Monday, December 31, 2012

New Year's Eve...

I spent New Year's Eve in my childhood home with my parents, our dog, and our cat. Oh yeah, there was a snowman involved as well. It may be the lamest New Year I have experienced to date. Here is a photographic retrospective of the evening. I hope your night was more exciting.


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Reaching the New Frontier

2013 promises to be an interesting year. It isn`t going to have the obvious excitements of 2012--I don`t expect a new baby this year and travel plans are restricted to small local trips. Life is going to happen predominantly on the home front--the new frontier of hearth and yard and doorstep. It`s a place so often overlooked in favour of worldly adventures, but this year there will be time for home. My official membership in the world of public employment ends January 28th, along with my maternity leave. After much deliberation I resigned from my job and will be a full-time homemaker, and (with any luck) photographer and artist.

Interwoven into my role as a mother and keeper of the home are opportunities for new pursuits and exploration. I suddenly have a chance to investigate the things that drive me--art, craft, music, photography, writing--in a more serious way. It now seems possible that these things can make up a portion of my livelihood and slowly take shape into a creative, home-based career. That`s the master plan and 2013 is going to be the year for getting the gears turning. My little boy acts as solid inspiration on this front. He isn`t afraid of anything. He takes risks almost hourly as he figures out how the world works. He jumps into everything with complete abandon because he hasn`t yet learned the meaning of negative consequences and though he frequently face plants, he gets up immediately and tries again. I hope that I can absorb a bit of his youthful bravery as I reach out to grasp the life I`ve dreamed of but been too afraid to pursue.

So here`s to my favourite little explorer and a year`s worth of new beginnings.


Happy New Year!

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Monday, December 10, 2012

Crafts: Fern Glade Hat

It's been a long time since I had a finished project to showcase. This one was actually done in August, but I didn't get around to photographing it until now. The pattern is Fern Glade (found on Ravelry) and while I had some gauge issues that made this hat slightly too large it worked out decently in the end.

Fern Glade 1. Copyright Andrea Paterson. Amaranth Road Studio. 2012.
Fern Glade 2. Copyright Andrea Paterson. Amaranth Road Studio. 2012.
Fern Glade 3. Copyright Andrea Paterson. Amaranth Road Studio. 2012.

Saturday, December 1, 2012

West Coast Christmas

Christmas Express. Copyright Andrea Paterson. Amaranth Road Studio. 2012

December 1st heralds the official beginning of the holiday season in my world. While I've already played some Christmas music, put up a few decorations, and addressed my Christmas cards, December 1st means that all holiday excess is now fair game.

I get stalled, however, by the holiday season in Vancouver because the weather is just so inhospitable to Christmas cheer. The lights have gone up, the horse drawn cart rides are operating, the malls all have a Santa, but the relentless rain puts a literal damper on things that complicates my ability to be jolly. I need snow flurries, a nip in the air, and the desperate craving for hot chocolate that comes along with chilly nights and frost covered mornings. The twinkle of a Christmas tree just doesn't jive with the drumming of rain on your window. Christmas needs the soft focus of blinding snow, the stillness of ice, the tinkling, jingling, shattering, sounds of crystal snowflakes, the heavy trudge of boots. Most of the magic comes from the winter capacity for reflection and refraction. Snow breaks up the light into diamond rainbows, and as the world freezes every molecule slows down physically, mentally, spiritually. It's the cold that forces us to sit still for awhile, drink good wine, share in the company of friends, turn to the old fashioned whimsy of wood fires, chestnuts, and the smell of fresh baked chocolate chip cookies. Tradition allows our minds to settle as we embrace familiar ritual and song.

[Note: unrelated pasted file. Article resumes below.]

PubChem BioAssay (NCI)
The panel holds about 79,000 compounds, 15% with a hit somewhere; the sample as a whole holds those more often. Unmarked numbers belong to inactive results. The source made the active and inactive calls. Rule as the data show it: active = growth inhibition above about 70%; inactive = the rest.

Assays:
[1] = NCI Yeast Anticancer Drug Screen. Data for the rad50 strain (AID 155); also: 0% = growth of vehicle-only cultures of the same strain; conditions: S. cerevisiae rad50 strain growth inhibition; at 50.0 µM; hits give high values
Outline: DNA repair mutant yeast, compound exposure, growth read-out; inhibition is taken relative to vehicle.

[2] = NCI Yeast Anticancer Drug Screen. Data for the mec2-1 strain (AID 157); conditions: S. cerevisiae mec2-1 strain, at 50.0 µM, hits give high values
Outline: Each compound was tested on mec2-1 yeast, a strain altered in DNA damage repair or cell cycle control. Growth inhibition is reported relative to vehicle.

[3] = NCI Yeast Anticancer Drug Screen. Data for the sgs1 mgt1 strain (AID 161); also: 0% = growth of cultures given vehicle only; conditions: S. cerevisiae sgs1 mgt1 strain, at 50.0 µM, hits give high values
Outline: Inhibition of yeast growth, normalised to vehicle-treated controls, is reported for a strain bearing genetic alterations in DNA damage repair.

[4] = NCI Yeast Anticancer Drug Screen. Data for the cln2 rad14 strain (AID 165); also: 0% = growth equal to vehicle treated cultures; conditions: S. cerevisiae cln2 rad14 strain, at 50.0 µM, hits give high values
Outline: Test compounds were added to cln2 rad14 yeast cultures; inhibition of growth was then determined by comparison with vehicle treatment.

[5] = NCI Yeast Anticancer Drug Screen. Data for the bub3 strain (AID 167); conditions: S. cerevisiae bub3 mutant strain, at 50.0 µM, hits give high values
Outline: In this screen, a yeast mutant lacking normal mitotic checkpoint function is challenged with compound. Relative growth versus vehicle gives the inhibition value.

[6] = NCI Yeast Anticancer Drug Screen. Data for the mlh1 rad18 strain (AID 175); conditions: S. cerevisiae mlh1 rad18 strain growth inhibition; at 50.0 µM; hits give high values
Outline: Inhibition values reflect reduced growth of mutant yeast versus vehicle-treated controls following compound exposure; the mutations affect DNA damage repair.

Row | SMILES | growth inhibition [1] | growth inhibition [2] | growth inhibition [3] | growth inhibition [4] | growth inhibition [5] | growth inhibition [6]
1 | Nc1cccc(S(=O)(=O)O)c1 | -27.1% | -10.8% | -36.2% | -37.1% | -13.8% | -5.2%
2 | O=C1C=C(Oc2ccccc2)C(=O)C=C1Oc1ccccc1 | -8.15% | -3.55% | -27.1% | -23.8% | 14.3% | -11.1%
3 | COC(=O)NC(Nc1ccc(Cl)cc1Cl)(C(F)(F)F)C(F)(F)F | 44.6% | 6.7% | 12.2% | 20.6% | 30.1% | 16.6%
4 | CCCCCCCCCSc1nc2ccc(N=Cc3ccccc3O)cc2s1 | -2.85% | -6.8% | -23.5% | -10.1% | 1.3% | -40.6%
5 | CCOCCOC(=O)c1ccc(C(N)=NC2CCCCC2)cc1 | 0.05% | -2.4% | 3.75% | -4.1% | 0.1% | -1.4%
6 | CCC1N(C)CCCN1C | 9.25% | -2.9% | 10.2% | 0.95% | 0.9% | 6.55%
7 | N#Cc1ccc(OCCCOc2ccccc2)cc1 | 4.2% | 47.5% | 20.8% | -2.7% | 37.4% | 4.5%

Vancouver doesn't smell like Christmas. Christmas is supposed to smell like pine needles and the metallic scent of snow on the wind. Vancouver smells like rotting leaves, mould, and damp earth. It's a very organic smell, a lively one, but not Christmasy.

A few years ago Vancouver experienced a freak winter storm. People could barely leave their houses because the city was so ill-equipped for real winter. It's one of my happiest Christmas memories from this part of the world! Family was visiting from Australia and my husband and I would walk the snowy streets to his parents' house each day to participate in holiday festivities. We didn't want to drive. It was too hard to dig out the car and the roads were treacherous. So we pulled on our boots and hats and scarves and warmest coats and braved the swirling snow. It was a wonderland. The old trees held offerings of snow aloft on their branches. A brilliant silence wrapped us up like a silver fox fur stole. We drank our fill and warmed our toes by the fire, not worrying about over-imbibing because we didn't have to drive home.

This year it's raining and 11 degrees on the 1st of December. There are lots of thing to love about Vancouver but the soggy Christmas season isn't one of them. I'll have to content myself with pictures and dreams of snow dusted lands until the next glorious freak winter ensnares us on the West Coast.